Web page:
update deskIsrael at War

Czech prime minister: I’ll express ‘strong support’ for Israel to EU

My goal is to ensure the European Council confirms strong support for Israel's right to defend itself, Petr Fiala said.

Czech Prime Minister Petr Fiala meets with Israeli Prime Minister Benjamin Netanyahu at the Kirya military headquarters in Tel Aviv, Oct. 25, 2023. Photo by Avi Ohayon/GPO.
Czech Prime Minister Petr Fiala meets with Israeli Prime Minister Benjamin Netanyahu at the Kirya military headquarters in Tel Aviv, Oct. 25, 2023. Photo by Avi Ohayon/GPO.

Czech Prime Minister Petr Fiala traveled to Israel on Wednesday to express his “clear support and solidarity” with the Jewish state amid its war against the Hamas terrorist group.

“October 7 was the most tragic day for Israel and Jewish people for decades,” Fiala told Israeli Prime Minister Benjamin Netanyahu during a meeting at the Kirya military headquarters in Tel Aviv.

“I want to make it very clear: the Czech Republic stands with Israel, now and ever. And like 75 years ago, you can count on our voice and support,” he added.

For several months, Czechoslovakia supported the new Israel state with military aircraft and weapons. 

The Czech premier is scheduled to fly to Brussels on Thursday for a meeting of the European Council, which is responsible for defining the European Union’s overall political direction and priorities.

“My goal is to ensure that the council confirms the strong support for Israel and its right to defend itself. Hamas is our common enemy. We must ensure that it is isolated,” vowed Fiala.

“The Czech Republic has been very, very strongly supportive of Israel throughout good times and dark times,” Netanyahu told the Central European nation’s leader. “This is our darkest hour and I appreciate the fact that you are standing here.”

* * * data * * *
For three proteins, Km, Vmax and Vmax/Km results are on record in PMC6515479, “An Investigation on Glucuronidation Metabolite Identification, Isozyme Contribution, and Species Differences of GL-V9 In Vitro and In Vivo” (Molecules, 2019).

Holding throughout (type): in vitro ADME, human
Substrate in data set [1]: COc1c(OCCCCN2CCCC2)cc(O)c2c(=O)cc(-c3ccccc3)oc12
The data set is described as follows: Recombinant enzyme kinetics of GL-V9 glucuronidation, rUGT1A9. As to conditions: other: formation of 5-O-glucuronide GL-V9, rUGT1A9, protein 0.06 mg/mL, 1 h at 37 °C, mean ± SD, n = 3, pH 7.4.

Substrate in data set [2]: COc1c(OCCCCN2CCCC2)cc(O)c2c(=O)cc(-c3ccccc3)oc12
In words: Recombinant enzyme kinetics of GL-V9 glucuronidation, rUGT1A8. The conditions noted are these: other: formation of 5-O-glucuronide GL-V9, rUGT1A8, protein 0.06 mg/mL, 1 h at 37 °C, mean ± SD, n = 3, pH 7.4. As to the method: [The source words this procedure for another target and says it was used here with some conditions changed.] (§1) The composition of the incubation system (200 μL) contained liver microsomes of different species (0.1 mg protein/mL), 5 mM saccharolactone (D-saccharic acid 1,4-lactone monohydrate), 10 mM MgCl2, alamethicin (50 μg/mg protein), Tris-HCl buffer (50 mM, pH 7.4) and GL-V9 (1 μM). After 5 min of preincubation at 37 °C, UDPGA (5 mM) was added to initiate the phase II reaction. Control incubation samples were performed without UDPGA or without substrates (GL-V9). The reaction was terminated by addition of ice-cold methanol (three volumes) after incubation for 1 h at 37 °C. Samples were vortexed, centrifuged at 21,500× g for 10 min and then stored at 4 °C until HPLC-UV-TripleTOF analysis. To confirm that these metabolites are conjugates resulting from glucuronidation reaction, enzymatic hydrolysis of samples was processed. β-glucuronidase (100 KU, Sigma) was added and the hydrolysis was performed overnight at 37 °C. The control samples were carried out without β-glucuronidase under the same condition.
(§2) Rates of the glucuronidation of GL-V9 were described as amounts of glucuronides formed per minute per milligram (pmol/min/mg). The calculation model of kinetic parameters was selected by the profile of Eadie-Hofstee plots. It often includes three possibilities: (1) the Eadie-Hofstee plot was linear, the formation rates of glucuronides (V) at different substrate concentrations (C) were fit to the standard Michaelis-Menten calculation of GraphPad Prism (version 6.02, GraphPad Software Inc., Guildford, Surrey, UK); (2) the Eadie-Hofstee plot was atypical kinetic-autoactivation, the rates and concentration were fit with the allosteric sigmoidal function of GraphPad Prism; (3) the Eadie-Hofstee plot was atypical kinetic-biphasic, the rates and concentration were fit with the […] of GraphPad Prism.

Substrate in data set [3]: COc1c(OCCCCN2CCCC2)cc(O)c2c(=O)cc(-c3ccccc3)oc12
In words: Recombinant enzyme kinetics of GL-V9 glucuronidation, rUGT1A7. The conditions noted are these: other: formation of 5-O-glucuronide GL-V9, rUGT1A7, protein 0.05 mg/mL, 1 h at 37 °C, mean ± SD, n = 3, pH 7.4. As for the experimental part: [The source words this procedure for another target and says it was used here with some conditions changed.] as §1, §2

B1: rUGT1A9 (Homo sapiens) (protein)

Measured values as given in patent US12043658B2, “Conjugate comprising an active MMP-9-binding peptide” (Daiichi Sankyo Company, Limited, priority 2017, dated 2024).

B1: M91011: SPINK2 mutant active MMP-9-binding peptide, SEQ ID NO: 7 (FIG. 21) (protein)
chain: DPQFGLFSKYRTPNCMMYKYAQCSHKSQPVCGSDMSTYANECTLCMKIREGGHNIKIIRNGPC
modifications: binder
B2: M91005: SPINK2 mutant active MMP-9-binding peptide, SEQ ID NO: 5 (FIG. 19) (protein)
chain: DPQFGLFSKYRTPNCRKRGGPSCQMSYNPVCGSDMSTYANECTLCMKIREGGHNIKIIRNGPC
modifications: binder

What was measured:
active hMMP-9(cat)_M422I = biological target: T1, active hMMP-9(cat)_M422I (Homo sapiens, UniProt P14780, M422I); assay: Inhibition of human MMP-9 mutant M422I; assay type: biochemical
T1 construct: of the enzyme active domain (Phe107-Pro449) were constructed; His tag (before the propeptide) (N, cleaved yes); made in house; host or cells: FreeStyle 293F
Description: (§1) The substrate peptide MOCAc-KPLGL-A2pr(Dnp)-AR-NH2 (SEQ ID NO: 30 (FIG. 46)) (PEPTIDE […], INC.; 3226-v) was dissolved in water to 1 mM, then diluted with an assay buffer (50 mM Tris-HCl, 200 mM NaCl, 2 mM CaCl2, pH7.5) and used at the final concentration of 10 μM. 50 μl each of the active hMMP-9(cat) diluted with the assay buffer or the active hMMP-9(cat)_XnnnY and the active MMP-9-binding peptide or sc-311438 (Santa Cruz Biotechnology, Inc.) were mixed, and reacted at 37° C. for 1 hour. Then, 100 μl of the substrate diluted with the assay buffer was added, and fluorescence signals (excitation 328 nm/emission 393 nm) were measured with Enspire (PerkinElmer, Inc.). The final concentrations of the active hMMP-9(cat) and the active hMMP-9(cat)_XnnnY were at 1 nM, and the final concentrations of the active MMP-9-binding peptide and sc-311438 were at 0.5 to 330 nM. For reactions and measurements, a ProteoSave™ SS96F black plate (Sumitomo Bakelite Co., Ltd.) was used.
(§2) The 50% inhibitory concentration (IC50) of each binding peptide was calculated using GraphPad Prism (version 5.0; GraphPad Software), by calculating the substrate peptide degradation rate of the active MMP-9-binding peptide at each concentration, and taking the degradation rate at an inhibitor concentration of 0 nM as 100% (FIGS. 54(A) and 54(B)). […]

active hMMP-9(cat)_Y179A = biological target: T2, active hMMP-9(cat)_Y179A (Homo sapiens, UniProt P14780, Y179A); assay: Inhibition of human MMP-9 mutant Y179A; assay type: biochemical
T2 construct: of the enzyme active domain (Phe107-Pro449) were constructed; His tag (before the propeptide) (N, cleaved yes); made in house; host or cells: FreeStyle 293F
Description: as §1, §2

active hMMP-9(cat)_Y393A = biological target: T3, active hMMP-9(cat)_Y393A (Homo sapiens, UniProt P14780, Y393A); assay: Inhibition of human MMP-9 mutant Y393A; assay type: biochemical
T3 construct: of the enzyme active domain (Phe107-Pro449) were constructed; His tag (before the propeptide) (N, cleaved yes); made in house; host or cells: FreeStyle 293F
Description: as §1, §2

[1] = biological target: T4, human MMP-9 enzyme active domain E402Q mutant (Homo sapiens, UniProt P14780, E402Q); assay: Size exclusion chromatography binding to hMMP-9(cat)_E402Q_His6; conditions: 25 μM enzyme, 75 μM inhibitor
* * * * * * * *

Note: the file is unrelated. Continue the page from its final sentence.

Austrian Chancellor Karl Nehammer also paid a solidarity visit to Israel on Wednesday.

“As Austrian chancellor, I will do everything I can in order to fight antisemitism and to promote Jewish life, because ‘Never Again’ is now,” he said during a tête-à-tête with Israeli President Isaac Herzog in Tel Aviv.

“Israel has every right to defend itself in accordance with international law,” said Nehammer. “We must fight terror here and now with all our power and thereby prevent terror from spreading in your region and far beyond. To put it clearly, we must erase terror, and Austria stands by your side.”

Nehammer was scheduled to meet later on Wednesday with Netanyahu as well as the family of an Austrian-Israeli dual citizen held hostage by Hamas in the Gaza Strip.

Hamas terrorists killed at least 1,400 Israelis and wounded more than 5,000 in a massive offensive launched from Gaza on Oct. 7, which included the firing of thousands of rockets at Israel and the infiltration of the Jewish state by terrorist forces.

At least 222 people were taken to Gaza as hostages, according to the IDF.

On Tuesday, French President Emmanuel Macron arrived in Israel to express “full solidarity” with the Jewish state.

The French leader is pressing for the “preservation of the civilian population” in the Gaza Strip, halting the “colonization” of Judea and Samaria and the “resumption of a genuine peace process” to create a Palestinian state, according to his office.

“The only way to be useful is to one, show solidarity with Israel; two, make commitments against terrorist groups very clear; and three, to open up a political perspective,” said Macron.

He met with Netanyahu, Herzog and other top officials.

On Monday, Dutch Prime Minister Mark Rutte arrived in Jerusalem for a day-long visit that included meetings with the family of a dual Dutch-Israeli citizen held captive by Hamas, as well as with Palestinian Authority chief Mahmoud Abbas.

Earlier on Monday, Netanyahu hosted Greek Prime Minister Kyriakos Mitsotakis at the Prime Minister’s Office.

On Saturday night, as Israel’s war against Hamas entered its third week, Netanyahu met separately in Tel Aviv with Italian Prime Minister Giorgia Meloni and Cypriot President Nikos Christodoulides.

Last week, U.S. President Joe Biden, German Chancellor Olaf Scholz and British Prime Minister Rishi Sunak all visited the Jewish state.

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